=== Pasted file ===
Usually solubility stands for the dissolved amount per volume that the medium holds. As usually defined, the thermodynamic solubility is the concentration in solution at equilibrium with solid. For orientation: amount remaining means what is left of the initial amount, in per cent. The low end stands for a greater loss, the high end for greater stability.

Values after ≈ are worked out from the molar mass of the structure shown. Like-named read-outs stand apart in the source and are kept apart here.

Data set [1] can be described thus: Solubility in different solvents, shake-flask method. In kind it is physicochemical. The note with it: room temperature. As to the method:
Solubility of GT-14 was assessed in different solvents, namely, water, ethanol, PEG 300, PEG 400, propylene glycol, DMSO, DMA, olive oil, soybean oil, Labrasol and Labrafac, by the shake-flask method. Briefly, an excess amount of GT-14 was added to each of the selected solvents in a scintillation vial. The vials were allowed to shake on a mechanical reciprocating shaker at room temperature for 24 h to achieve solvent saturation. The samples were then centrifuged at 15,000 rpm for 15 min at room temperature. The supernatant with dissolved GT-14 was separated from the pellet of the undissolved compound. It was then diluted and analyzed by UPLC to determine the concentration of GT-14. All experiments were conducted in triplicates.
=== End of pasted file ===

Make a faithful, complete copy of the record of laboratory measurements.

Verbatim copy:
Usually solubility stands for the dissolved amount per volume that the medium holds. As usually defined, the thermodynamic solubility is the concentration in solution at equilibrium with solid. For orientation: amount remaining means what is left of the initial amount, in per cent. The low end stands for a greater loss, the high end for greater stability.

Values after ≈ are worked out from the molar mass of the structure shown. Like-named read-outs stand apart in the source and are kept apart here.

Data set [1] can be described thus: Solubility in different solvents, shake-flask method. In kind it is physicochemical. The note with it: room temperature. As to the method:
Solubility of GT-14 was assessed in different solvents, namely, water, ethanol, PEG 300, PEG 400, propylene glycol, DMSO, DMA, olive oil, soybean oil, Labrasol and Labrafac, by the shake-flask method. Briefly, an excess amount of GT-14 was added to each of the selected solvents in a scintillation vial. The vials were allowed to shake on a mechanical reciprocating shaker at room temperature for 24 h to achieve solvent saturation. The samples were then centrifuged at 15,000 rpm for 15 min at room temperature. The supernatant with dissolved GT-14 was separated from the pellet of the undissolved compound. It was then diluted and analyzed by UPLC to determine the concentration of GT-14. All experiments were conducted in triplicates.